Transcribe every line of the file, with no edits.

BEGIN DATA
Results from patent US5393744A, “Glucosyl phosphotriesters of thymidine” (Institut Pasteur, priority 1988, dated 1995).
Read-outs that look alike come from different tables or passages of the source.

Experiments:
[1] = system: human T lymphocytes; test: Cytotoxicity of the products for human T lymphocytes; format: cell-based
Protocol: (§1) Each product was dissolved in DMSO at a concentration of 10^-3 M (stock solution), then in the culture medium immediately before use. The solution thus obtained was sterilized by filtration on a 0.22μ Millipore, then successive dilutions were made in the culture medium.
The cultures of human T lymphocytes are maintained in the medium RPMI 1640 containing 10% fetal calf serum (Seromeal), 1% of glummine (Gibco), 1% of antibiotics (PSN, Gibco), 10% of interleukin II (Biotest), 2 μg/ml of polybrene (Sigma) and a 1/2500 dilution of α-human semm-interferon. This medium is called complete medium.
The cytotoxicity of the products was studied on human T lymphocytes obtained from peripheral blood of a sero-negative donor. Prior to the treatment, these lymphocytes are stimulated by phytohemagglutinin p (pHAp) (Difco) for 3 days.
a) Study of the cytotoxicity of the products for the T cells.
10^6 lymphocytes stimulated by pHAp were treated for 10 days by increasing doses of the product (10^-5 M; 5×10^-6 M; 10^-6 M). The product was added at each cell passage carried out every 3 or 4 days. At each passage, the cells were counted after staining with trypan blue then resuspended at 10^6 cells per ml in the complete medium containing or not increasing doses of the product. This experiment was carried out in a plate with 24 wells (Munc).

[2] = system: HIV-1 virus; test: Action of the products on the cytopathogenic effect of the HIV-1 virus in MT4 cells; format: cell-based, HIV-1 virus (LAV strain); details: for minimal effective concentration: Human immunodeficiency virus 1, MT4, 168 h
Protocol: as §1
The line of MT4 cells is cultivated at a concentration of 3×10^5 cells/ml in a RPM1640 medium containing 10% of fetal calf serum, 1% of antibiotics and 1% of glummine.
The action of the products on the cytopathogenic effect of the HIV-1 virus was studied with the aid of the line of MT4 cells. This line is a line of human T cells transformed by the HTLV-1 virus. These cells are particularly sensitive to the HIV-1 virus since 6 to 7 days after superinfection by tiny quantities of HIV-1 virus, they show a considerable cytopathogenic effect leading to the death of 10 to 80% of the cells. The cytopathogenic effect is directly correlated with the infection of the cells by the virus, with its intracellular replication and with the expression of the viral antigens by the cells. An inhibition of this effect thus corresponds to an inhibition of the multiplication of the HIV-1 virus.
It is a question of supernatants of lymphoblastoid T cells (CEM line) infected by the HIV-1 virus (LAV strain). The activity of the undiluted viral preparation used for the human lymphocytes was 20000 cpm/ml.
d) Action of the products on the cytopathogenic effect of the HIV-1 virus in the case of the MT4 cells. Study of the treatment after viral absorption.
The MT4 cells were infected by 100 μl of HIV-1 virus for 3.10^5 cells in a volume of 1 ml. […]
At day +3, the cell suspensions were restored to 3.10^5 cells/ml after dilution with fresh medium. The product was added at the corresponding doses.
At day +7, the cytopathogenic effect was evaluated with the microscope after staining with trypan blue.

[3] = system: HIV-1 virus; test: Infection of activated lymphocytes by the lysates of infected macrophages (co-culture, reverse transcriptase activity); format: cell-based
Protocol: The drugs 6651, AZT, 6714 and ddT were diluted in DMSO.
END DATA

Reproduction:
Results from patent US5393744A, “Glucosyl phosphotriesters of thymidine” (Institut Pasteur, priority 1988, dated 1995).
Read-outs that look alike come from different tables or passages of the source.

Experiments:
[1] = system: human T lymphocytes; test: Cytotoxicity of the products for human T lymphocytes; format: cell-based
Protocol: (§1) Each product was dissolved in DMSO at a concentration of 10^-3 M (stock solution), then in the culture medium immediately before use. The solution thus obtained was sterilized by filtration on a 0.22μ Millipore, then successive dilutions were made in the culture medium.
The cultures of human T lymphocytes are maintained in the medium RPMI 1640 containing 10% fetal calf serum (Seromeal), 1% of glummine (Gibco), 1% of antibiotics (PSN, Gibco), 10% of interleukin II (Biotest), 2 μg/ml of polybrene (Sigma) and a 1/2500 dilution of α-human semm-interferon. This medium is called complete medium.
The cytotoxicity of the products was studied on human T lymphocytes obtained from peripheral blood of a sero-negative donor. Prior to the treatment, these lymphocytes are stimulated by phytohemagglutinin p (pHAp) (Difco) for 3 days.
a) Study of the cytotoxicity of the products for the T cells.
10^6 lymphocytes stimulated by pHAp were treated for 10 days by increasing doses of the product (10^-5 M; 5×10^-6 M; 10^-6 M). The product was added at each cell passage carried out every 3 or 4 days. At each passage, the cells were counted after staining with trypan blue then resuspended at 10^6 cells per ml in the complete medium containing or not increasing doses of the product. This experiment was carried out in a plate with 24 wells (Munc).

[2] = system: HIV-1 virus; test: Action of the products on the cytopathogenic effect of the HIV-1 virus in MT4 cells; format: cell-based, HIV-1 virus (LAV strain); details: for minimal effective concentration: Human immunodeficiency virus 1, MT4, 168 h
Protocol: as §1
The line of MT4 cells is cultivated at a concentration of 3×10^5 cells/ml in a RPM1640 medium containing 10% of fetal calf serum, 1% of antibiotics and 1% of glummine.
The action of the products on the cytopathogenic effect of the HIV-1 virus was studied with the aid of the line of MT4 cells. This line is a line of human T cells transformed by the HTLV-1 virus. These cells are particularly sensitive to the HIV-1 virus since 6 to 7 days after superinfection by tiny quantities of HIV-1 virus, they show a considerable cytopathogenic effect leading to the death of 10 to 80% of the cells. The cytopathogenic effect is directly correlated with the infection of the cells by the virus, with its intracellular replication and with the expression of the viral antigens by the cells. An inhibition of this effect thus corresponds to an inhibition of the multiplication of the HIV-1 virus.
It is a question of supernatants of lymphoblastoid T cells (CEM line) infected by the HIV-1 virus (LAV strain). The activity of the undiluted viral preparation used for the human lymphocytes was 20000 cpm/ml.
d) Action of the products on the cytopathogenic effect of the HIV-1 virus in the case of the MT4 cells. Study of the treatment after viral absorption.
The MT4 cells were infected by 100 μl of HIV-1 virus for 3.10^5 cells in a volume of 1 ml. […]
At day +3, the cell suspensions were restored to 3.10^5 cells/ml after dilution with fresh medium. The product was added at the corresponding doses.
At day +7, the cytopathogenic effect was evaluated with the microscope after staining with trypan blue.

[3] = system: HIV-1 virus; test: Infection of activated lymphocytes by the lysates of infected macrophages (co-culture, reverse transcriptase activity); format: cell-based
Protocol: The drugs 6651, AZT, 6714 and ddT were diluted in DMSO.